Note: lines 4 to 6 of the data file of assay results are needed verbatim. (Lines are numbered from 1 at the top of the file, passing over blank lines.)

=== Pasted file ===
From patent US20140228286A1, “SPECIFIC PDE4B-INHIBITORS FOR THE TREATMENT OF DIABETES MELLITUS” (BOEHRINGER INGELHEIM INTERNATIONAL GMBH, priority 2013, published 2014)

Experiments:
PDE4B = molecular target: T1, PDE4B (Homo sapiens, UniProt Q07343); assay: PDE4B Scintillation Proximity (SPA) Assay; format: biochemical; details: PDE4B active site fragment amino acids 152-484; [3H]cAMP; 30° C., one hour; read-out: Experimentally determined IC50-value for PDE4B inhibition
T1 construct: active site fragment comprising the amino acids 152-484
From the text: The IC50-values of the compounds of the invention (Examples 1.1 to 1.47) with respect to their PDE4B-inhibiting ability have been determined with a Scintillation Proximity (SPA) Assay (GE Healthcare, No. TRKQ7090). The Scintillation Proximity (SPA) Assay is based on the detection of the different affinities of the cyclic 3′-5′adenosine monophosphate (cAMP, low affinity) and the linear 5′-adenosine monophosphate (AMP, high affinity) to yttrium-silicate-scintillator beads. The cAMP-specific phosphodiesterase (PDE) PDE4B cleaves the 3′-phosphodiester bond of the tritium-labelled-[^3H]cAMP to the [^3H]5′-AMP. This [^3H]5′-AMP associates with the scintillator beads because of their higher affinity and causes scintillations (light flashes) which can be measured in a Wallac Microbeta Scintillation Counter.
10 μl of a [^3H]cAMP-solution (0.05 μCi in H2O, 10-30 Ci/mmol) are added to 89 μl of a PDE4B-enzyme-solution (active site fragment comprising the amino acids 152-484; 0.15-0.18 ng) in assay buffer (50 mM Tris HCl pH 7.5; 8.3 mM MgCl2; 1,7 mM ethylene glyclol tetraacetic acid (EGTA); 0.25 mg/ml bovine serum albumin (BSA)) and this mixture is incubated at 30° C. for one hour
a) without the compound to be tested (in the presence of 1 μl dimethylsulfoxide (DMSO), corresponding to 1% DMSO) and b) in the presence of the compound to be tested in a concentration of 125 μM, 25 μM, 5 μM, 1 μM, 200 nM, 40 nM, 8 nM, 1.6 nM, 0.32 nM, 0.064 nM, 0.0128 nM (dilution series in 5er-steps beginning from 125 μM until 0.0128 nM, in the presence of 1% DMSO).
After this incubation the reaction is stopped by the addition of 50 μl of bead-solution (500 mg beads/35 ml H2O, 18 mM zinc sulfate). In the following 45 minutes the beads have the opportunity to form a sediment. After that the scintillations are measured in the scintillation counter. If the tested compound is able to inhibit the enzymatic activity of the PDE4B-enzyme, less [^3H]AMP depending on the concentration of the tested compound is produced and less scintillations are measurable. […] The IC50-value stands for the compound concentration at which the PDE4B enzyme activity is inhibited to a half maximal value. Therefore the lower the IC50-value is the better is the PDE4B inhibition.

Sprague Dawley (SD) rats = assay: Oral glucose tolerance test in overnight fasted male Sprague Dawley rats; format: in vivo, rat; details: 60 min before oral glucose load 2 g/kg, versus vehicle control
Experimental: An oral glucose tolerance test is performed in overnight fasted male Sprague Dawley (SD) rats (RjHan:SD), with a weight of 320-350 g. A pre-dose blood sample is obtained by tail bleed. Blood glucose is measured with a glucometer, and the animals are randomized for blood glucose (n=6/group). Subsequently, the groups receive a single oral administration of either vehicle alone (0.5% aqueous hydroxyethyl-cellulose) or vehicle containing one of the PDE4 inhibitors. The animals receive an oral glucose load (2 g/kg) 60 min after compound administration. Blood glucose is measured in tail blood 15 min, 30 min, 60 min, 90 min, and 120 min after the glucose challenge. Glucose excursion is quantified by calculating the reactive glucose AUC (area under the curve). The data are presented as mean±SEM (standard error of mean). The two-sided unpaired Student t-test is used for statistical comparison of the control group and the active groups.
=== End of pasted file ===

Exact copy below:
T1 construct: active site fragment comprising the amino acids 152-484
From the text: The IC50-values of the compounds of the invention (Examples 1.1 to 1.47) with respect to their PDE4B-inhibiting ability have been determined with a Scintillation Proximity (SPA) Assay (GE Healthcare, No. TRKQ7090). The Scintillation Proximity (SPA) Assay is based on the detection of the different affinities of the cyclic 3′-5′adenosine monophosphate (cAMP, low affinity) and the linear 5′-adenosine monophosphate (AMP, high affinity) to yttrium-silicate-scintillator beads. The cAMP-specific phosphodiesterase (PDE) PDE4B cleaves the 3′-phosphodiester bond of the tritium-labelled-[^3H]cAMP to the [^3H]5′-AMP. This [^3H]5′-AMP associates with the scintillator beads because of their higher affinity and causes scintillations (light flashes) which can be measured in a Wallac Microbeta Scintillation Counter.
10 μl of a [^3H]cAMP-solution (0.05 μCi in H2O, 10-30 Ci/mmol) are added to 89 μl of a PDE4B-enzyme-solution (active site fragment comprising the amino acids 152-484; 0.15-0.18 ng) in assay buffer (50 mM Tris HCl pH 7.5; 8.3 mM MgCl2; 1,7 mM ethylene glyclol tetraacetic acid (EGTA); 0.25 mg/ml bovine serum albumin (BSA)) and this mixture is incubated at 30° C. for one hour